By Scott Sterling
Although there have been aspects of this campaign that are not appropriate for the classroom, It’s still important for students to understand and even participate in the election process. Students need to be prepared to contribute to our democracy and be able to recognize its evolution and how it can be improved.
Here are some activities that can help bring the election alive for students, even if they don’t quite understand what’s happening.
Election season is the golden time to introduce or practice persuasive writing in the classroom. Issues are at the top of the national consciousness, along with people freely expressing their opinions. There’s no reason why students can’t contribute, even in the elementary grades.
First, analyze some editorials from the newspaper, not so much for content as for organization. How did the columnist build their case? Then help students recreate that format. This works best if students can pick an issue they are passionate about, but assigned topics can also work.
Bring in enough newspapers for everyone to at least be broken into small groups, then ask the students to find examples scattered throughout the pages. You can either come up with your own prompts and display them or, for more of a gamification aspect, use this handy bingo card from the New York Times.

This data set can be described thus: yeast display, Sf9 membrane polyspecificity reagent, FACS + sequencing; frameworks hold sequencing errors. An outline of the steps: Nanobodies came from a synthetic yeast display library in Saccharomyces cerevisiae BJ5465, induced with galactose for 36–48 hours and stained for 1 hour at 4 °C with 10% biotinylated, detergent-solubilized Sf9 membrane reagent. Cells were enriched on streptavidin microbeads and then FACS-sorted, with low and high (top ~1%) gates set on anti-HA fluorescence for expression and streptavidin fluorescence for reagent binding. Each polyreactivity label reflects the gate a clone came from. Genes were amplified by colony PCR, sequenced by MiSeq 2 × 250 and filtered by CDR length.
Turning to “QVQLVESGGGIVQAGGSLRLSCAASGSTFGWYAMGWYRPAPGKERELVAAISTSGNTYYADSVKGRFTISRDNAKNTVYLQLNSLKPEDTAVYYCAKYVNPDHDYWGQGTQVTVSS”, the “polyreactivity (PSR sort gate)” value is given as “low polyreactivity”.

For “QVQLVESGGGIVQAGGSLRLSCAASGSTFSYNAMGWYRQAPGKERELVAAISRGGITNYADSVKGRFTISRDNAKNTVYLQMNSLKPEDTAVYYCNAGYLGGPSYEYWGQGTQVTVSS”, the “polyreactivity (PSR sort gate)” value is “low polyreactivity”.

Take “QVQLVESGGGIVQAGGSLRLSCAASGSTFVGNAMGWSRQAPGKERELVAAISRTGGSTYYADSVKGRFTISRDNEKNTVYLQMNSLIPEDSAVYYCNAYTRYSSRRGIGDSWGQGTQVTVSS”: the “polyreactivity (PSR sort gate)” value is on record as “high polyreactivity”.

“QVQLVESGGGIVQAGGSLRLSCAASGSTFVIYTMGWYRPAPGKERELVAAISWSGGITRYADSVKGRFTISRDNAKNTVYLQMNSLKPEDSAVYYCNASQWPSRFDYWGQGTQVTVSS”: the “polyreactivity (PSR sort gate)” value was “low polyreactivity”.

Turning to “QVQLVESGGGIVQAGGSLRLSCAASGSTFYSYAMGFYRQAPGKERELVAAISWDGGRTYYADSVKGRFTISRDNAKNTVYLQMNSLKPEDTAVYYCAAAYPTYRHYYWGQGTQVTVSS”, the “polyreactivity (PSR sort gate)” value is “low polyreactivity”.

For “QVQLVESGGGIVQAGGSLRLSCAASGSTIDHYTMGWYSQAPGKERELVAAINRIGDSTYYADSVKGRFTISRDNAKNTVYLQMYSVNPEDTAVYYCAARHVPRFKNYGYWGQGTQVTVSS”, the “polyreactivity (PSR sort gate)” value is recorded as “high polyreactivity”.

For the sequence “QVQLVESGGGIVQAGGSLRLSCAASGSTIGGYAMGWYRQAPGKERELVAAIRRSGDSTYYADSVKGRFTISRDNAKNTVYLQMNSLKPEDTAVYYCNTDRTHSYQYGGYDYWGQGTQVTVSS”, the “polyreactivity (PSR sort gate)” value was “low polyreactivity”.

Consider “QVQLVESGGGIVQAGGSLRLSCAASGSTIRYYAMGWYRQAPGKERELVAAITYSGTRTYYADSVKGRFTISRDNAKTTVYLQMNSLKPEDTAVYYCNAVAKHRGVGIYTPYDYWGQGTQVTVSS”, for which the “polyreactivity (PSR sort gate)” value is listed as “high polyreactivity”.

A classroom campaign
This is more of a long-term unit rather than an activity. Students break into small groups and decide who is their “candidate” and the roles for the other students (campaign manager, advertising leader, policy director, etc.). Then, over the course of multiple classes, policy decisions are made that directly affect the students, such as stances on recess or what should be served for lunch. Advertisements are created that express those views and why people should vote for the candidates. Finally, the last step before holding a mock election is a debate between the candidates.
Local vs. national comparison
Many of the same issues translate locally as well as nationally, but some don’t. For example, employment may be down across the country, but it might not be a problem in your town. Have the students compare and contrast the issues that local voters are concerned with as opposed to what the national candidates are proposing. A venn diagram works for this, or you could request oral presentations (or both).
Don’t forget the local referenda
In most states, the election features local decisions that have to be made. Some of them may even affect students directly, like referenda for school funding increases. These make great topics for persuasive writing or classroom debates.
Our data-driven society has trickled down into our election results, which can be explored down to the individual polling places or deeper. A few days after the election, have students analyze how their neighborhoods voted and why that may be the case. For younger students, this may be the time to introduce the Electoral College and which states contributed to a candidate getting the 270 votes needed to win (if one does, that is).
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